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ECR 60 13

Reference code

ECR 60 13





Administrative / Biographical history

Between 1450 and 1456 Parliament passed three Acts of Resumption (in May 1450, March 1451 and 1455 - 56). Since 1437 much Crown land had been alienated, often permanently, and often to household men such as the Duke of Suffolk, and the King was heavily in debt. These Acts were an attempt to reform his finances so that he could more easily "live of his own" by reclaiming many of these grants and ensuring that if they were granted out again the terms were more favourable to the Crown. They were also an expression of the feeling that at a time when things were going badly if not disastrously, especially in France, those who bore most responsibility had deceived the King to ensure that they were extremely well rewarded. All these Acts contained exemption clauses from which Eton and King's College benefited - an indication that Henry's foundations were dear to his heart, for even when an exemption was included in the original petition, Henry in his response made it much wider. In the Act of 1455 -1456, made when the Duke of York was Protector, Eton and King's are not specifically mentioned in the petition at all but Henry again included them in his response (RP v 306a). Under Edward IV, Eton enjoyed no such protection. Parliament in 1461 passed a sweeping act enabling Edward to take in hand his predecessor's grants (RP v 463-475) and Eton was not immune, though many estates and privileges were regranted in 1462. From 1463 the College was threatened with annexation to St George's Chapel, Windsor, although this threat receded and a part of its endowment was restored. In the 1465 Act Eton and King's were again specifically exempt (RP v 523a)as well as receiving exemption as part of a wider class. The 1467 Act also specifically excluded Eton and King's. In spite of these exemptions there is no doubt that Eton did become poorer under Edward IV and the number of Fellows was reduced from ten to seven. The College appears to have retained for some time the hope of regaining at least some of what it had lost, hence its lists of former endowments.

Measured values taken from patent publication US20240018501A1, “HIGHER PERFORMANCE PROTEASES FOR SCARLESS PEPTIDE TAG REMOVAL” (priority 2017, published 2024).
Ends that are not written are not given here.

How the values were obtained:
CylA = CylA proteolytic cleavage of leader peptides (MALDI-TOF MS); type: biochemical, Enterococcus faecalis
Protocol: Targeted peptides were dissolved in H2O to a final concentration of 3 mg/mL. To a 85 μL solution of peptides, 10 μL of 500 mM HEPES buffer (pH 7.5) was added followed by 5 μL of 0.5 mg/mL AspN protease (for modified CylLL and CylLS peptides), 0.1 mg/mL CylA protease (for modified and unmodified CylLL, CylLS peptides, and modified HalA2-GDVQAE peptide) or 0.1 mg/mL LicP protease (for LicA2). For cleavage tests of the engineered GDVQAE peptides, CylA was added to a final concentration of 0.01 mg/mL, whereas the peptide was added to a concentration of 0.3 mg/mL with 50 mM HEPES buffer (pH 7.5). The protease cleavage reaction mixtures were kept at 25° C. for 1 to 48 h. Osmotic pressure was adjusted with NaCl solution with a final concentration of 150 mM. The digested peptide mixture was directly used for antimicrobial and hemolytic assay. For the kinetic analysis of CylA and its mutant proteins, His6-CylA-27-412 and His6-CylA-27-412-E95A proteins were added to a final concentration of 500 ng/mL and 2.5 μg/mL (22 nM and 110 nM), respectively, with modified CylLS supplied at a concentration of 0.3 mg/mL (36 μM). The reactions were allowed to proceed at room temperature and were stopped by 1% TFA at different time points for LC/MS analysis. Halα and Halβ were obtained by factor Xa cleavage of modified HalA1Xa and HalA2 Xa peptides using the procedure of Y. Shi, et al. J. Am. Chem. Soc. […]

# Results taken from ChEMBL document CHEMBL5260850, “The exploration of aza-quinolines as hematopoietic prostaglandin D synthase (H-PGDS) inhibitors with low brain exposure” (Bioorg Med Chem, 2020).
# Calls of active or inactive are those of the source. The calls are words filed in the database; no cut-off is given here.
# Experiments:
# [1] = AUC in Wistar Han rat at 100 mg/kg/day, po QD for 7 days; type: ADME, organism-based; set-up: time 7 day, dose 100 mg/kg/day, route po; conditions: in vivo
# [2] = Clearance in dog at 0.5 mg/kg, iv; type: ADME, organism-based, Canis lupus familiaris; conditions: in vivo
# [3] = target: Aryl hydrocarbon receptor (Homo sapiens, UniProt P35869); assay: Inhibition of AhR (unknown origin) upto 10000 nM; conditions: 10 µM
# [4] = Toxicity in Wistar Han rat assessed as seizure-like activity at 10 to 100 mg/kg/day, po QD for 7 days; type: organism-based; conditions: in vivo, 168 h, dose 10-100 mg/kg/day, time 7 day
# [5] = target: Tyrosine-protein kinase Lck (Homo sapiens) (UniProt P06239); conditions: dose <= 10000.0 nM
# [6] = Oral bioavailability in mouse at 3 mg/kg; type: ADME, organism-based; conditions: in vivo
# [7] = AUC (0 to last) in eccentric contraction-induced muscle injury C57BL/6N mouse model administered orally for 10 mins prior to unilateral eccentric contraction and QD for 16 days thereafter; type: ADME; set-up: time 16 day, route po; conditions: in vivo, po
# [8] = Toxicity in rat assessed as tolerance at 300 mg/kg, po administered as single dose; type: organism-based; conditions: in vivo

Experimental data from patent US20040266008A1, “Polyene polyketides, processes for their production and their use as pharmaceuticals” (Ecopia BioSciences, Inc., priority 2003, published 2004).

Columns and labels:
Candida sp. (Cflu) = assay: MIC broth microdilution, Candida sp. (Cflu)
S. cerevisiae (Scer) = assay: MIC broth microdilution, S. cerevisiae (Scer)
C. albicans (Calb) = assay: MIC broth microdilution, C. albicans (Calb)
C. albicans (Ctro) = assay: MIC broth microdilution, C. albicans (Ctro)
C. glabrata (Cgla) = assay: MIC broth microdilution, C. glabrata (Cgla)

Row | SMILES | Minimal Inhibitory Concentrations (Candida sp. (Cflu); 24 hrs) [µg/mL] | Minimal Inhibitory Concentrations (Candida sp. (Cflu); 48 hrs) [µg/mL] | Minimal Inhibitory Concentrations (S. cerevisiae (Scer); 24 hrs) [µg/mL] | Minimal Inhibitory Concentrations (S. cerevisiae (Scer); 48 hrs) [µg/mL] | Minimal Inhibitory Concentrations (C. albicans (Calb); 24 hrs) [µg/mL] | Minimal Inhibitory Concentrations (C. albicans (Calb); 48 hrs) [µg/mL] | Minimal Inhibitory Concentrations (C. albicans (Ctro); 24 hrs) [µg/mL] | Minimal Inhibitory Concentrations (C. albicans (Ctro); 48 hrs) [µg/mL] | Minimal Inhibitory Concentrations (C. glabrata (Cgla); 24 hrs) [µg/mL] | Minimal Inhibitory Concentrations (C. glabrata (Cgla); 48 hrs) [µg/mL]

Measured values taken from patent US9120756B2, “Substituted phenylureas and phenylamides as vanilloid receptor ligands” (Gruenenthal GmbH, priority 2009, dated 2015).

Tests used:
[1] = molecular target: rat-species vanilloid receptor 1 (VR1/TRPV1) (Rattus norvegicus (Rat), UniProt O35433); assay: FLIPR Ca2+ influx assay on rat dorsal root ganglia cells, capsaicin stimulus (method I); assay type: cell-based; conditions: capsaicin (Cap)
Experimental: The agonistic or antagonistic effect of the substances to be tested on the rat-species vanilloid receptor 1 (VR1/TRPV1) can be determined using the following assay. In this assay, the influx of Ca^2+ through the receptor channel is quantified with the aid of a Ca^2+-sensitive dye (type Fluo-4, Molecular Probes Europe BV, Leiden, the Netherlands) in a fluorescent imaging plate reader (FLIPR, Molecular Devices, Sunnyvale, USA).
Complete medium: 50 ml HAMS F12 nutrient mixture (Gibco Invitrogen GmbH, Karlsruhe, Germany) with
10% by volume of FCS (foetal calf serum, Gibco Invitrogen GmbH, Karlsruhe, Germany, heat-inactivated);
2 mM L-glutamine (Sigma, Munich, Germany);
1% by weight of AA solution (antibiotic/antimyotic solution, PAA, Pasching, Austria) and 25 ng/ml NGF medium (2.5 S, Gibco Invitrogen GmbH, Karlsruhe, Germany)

1450 - 18th century

Associated material

A comparison of the estates that appear in ECR 63 with later audit rolls makes the losses clear. ECR 39/9 On the dorse, a list of estates with dates of original grant ECR 39/140 A list of manors or alien priories formerly belonging to Eton with a note of new holders ECR 47/83 List of lands granted by Henry VI and resumed in before July 1467 ECR 49/296 List of manors etc in the Endowment Charter of 25 March 1441 (wrongly given as 4 March) no longer in the College's possession ECR 60/12/2/1 pp. 113-114 Manors, priories and other possessions given by King Henry ... and now witholden

Finding aids

A rough list by Patrick Strong contains more detailed notes on individual documents

Publication note

B.P. Wolffe: The Royal Demesne in English History (George Allen & Unwin Ltd, 1970). References are given to Rotuli Parliamentorum (RP)
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